An Edinburgh man has won a prestigious award from a Scottish charity for his work in ensuring local people, including those with cancer and dementia, don’t miss out on regular walks in their local community.
Paths for All presented Tony Lewty with the Health Walk Volunteer of the Year award at the Scottish Parliament on 20 September for his work in improving the health and wellbeing of others, whilst managing his own cancer diagnosis.
Tony joined the Edinburgh Ageing Well project three years ago to manage his circulatory disease and diabetes, and since then trained as a Volunteer Walk Leader to give back to others what he had got out of the walks.
Tony’s volunteering role involves leading free, social and short Health Walks, including Dementia and Cancer Friendly walks, across Edinburgh. Tony supports people on these walks to enjoy being active, no matter what their age, ability or condition might be.
Minister for Public Health, Sport and Wellbeing Joe FitzPatrick presented Tony with the award, a certificate, £250 towards his project and a £30 gift voucher.
The awards ceremony was hosted by BBC presenter Fiona Stalker and saw a number of the nation’s volunteers, from the Highlands to the Borders, win prizes for their efforts in transforming paths and parklands, as well as community walking habits in their local areas.
Beyond his formal volunteering roles with Ageing Well, Tony puts others before himself, offering to drive those who are less mobile, to social events they would often otherwise be unable to attend.
Tony said: “I feel honoured, surprised and delighted to receive this award. I’m very lucky to have been invited to become a Walk Leader by Ageing Well. They have been most supportive.
I really enjoy my role as a Walk Leader – the fresh air, the participants, the camaraderie, the cuppa and chat at the end of a walk. The thanks and support you get from the walkers is really rewarding.”
Through his promotional activities he has encouraged numerous new volunteers to join the project and scores of new participants to enjoy walking.
Brendan Brodie, Volunteer Coordinator at Ageing Well Edinburgh said: “Tony is a truly caring and considerate volunteer who goes out of his way to help all of his walkers and leaders.
“He inspires, organises and mentors his fellow Walk Leaders, to ensure every Health Walk they lead is supportive and welcoming for anyone to join.
“Even this year when Tony received major surgery for bowel cancer he was busy organising his Health Walk groups to enable them to continue while he was in hospital.
“I’m really proud to have such fantastic volunteers playing a vital role in supporting the health and wellbeing of the people of Edinburgh, and great to see Tony recognised at Paths for All’s annual awards.”
As well as enjoying giving back to his community, Tony physically benefits from taking part in the walks and enjoys walking to help manage his conditions.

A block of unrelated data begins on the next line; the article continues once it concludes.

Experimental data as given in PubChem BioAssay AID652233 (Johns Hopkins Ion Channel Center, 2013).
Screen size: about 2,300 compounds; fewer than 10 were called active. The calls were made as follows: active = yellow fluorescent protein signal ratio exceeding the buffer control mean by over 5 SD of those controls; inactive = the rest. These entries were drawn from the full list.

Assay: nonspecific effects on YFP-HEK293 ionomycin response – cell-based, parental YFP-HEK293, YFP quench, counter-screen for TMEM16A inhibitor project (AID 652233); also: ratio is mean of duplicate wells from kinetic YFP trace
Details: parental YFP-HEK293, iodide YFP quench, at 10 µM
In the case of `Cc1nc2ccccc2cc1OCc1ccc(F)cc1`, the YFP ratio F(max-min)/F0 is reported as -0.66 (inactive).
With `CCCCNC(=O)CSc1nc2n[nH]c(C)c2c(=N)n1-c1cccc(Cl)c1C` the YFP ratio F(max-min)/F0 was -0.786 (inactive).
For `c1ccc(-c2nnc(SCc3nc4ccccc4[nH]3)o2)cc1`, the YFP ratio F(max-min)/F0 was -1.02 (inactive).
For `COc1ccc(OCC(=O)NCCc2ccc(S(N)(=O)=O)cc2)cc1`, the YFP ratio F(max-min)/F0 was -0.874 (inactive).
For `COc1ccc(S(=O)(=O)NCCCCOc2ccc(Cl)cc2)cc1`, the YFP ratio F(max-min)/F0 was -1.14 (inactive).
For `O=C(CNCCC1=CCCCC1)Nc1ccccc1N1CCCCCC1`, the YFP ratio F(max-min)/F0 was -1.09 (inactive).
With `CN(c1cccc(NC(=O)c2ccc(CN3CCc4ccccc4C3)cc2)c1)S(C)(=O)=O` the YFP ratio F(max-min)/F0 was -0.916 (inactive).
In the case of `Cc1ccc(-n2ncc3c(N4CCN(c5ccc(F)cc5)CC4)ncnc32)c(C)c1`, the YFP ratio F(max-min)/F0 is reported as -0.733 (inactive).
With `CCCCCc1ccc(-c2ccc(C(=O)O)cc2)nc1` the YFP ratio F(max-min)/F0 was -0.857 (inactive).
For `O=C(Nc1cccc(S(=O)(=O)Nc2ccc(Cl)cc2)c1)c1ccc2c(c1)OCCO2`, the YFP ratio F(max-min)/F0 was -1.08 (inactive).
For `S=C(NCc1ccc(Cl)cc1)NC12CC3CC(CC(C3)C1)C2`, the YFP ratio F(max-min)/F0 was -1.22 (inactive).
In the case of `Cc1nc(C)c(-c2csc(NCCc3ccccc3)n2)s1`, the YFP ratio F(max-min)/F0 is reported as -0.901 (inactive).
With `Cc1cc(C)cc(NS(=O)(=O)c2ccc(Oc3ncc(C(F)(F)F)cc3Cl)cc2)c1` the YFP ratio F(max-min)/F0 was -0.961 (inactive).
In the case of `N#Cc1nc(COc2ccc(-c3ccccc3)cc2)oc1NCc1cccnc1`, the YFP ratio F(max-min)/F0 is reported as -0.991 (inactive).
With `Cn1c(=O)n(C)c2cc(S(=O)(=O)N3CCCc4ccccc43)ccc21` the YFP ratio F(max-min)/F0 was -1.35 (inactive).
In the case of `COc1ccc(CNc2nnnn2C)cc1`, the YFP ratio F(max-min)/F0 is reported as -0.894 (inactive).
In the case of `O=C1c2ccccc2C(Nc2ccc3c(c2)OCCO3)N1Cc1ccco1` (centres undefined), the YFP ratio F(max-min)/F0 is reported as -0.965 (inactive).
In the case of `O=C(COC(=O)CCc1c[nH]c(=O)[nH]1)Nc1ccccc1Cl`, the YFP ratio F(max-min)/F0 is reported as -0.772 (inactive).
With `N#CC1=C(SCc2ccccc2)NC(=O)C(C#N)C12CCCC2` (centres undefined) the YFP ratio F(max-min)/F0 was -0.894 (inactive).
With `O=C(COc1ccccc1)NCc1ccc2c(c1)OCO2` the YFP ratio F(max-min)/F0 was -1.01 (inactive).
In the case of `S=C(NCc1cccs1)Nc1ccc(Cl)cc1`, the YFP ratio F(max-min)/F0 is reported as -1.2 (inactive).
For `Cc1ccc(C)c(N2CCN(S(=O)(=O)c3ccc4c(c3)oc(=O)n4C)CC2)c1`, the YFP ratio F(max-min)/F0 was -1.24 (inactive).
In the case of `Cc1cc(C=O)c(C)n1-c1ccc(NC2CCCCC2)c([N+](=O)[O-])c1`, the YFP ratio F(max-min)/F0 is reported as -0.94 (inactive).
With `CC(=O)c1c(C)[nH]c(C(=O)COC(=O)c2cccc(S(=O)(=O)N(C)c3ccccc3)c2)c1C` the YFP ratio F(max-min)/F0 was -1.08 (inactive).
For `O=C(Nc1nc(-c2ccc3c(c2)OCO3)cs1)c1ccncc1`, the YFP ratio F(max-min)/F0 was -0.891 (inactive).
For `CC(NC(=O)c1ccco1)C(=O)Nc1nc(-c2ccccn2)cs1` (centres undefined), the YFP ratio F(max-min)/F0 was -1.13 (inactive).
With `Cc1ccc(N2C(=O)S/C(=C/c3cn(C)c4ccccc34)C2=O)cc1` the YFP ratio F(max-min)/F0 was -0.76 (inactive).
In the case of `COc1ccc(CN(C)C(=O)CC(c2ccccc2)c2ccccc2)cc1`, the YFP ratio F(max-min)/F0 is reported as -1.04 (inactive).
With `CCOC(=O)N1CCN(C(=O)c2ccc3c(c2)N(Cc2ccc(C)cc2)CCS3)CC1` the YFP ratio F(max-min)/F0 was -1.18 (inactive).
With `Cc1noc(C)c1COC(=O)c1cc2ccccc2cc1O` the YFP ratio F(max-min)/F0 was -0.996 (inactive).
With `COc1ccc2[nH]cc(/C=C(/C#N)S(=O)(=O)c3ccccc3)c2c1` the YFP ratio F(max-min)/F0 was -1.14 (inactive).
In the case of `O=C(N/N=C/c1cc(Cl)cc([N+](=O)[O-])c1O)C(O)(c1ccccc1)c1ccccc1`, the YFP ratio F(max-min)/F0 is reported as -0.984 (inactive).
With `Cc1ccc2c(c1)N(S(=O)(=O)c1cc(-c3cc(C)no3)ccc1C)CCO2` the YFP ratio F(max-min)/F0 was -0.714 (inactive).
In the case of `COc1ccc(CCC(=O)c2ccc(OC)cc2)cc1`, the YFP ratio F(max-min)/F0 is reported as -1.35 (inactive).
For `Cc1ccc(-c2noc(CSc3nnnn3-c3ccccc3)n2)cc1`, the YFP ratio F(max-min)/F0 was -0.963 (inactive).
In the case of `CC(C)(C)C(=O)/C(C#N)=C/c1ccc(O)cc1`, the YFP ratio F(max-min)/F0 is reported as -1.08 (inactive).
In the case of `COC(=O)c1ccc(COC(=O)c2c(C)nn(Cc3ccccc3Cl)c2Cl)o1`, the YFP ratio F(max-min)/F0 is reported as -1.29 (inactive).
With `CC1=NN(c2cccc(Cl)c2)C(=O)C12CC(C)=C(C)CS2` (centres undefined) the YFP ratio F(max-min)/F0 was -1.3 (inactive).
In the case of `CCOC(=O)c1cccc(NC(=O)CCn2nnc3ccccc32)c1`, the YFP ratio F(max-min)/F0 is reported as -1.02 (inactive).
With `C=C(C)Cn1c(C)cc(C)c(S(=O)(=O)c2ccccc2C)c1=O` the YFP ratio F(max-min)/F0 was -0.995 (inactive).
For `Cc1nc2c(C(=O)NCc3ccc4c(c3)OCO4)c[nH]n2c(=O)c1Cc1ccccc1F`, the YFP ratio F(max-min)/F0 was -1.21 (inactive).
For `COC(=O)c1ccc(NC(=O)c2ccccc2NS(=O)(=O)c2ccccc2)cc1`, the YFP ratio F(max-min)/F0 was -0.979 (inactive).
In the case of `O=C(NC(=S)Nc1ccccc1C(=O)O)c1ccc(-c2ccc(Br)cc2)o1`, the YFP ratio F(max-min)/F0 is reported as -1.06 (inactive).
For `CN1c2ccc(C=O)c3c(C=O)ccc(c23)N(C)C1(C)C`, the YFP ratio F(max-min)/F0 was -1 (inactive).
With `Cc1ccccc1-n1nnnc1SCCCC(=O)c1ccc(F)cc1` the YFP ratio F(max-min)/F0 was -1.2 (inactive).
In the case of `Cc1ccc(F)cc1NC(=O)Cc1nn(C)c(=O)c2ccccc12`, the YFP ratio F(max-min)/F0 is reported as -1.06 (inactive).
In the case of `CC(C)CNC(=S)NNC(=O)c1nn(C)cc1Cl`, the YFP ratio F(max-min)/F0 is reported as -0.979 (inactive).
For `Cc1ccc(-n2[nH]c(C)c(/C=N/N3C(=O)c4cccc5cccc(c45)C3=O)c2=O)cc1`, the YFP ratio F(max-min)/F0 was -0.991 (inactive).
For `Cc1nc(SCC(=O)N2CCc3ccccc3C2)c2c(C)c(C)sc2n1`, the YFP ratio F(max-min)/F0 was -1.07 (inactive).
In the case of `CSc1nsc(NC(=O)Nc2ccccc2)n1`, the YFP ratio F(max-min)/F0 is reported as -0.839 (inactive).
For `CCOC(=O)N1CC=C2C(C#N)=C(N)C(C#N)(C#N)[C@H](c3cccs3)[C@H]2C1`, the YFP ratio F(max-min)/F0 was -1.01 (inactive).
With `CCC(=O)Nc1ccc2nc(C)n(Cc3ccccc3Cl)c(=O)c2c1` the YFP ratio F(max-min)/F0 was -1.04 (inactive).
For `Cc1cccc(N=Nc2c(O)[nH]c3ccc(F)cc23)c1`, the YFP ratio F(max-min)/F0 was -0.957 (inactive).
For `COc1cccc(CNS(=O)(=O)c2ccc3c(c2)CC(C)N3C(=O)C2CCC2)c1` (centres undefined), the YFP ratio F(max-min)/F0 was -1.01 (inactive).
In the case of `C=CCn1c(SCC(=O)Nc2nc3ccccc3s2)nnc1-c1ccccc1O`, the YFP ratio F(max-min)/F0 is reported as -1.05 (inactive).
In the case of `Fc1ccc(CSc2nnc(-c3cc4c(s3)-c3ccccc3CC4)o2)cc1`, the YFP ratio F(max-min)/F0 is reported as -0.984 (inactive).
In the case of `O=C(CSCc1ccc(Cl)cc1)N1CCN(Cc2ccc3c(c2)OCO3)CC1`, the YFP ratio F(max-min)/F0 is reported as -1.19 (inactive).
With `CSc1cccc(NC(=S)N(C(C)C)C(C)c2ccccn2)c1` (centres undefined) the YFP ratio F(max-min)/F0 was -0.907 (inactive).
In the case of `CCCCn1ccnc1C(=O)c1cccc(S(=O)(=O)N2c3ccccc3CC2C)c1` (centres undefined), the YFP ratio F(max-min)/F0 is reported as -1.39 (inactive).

Minister for Public Health, Sport and Wellbeing Joe FitzPatrick, said: “It is an honour to be in the company of so many hardworking and selfless people, and in particular to hear the stories of volunteers who have carried out this excellent work.
“Paths for All aims to get Scotland walking – everyone, every day and everywhere – and through the passion and commitment of its army of volunteers, it is making that vision become a reality.
“We know that being physically active is one of the best things you can do for physical and mental health, and programmes like this are a great way to get active in a way that best suits you.”
Ian Findlay, Chief Officer at Paths for All, said: “These volunteers’ efforts in improving the nation’s physical, mental and social health are invaluable.
“Our Volunteer Awards are a chance to thank the country’s unsung heroes who work tirelessly, out of the goodness of their hearts, just to see their efforts benefitting others around them.
“Volunteers are the lifeblood of our organisation and we always look forward to this event when we put our amazing volunteers at centre stage.
“Their stories are always inspiring – and this year was certainly no exception.”
Paths for All’s Volunteer Awards 2018 included seven individuals and three groups winning awards in ten categories: Community Path Volunteer of the Year, Community Path Group of the Year, Path Skillz Young Person of the Year, Path Skillz Group of the Year, Health Walk Volunteer of the Year, Health Walk Volunteer Group of the Year, Dementia Friendly Walking Volunteer of the Year, Macmillan Walk Leader Award, Step Count Champion of the Year and Volunteer Manager of the Year.
Paths for All works with the Scottish Government and 30 partners to support and deliver national policies, such as the National Walking Strategy and other ‘active travel’ initiative.
The charity donates thousands of pounds worth of grants to worthwhile projects that improve health, promote walking and improve environments for people to be active in.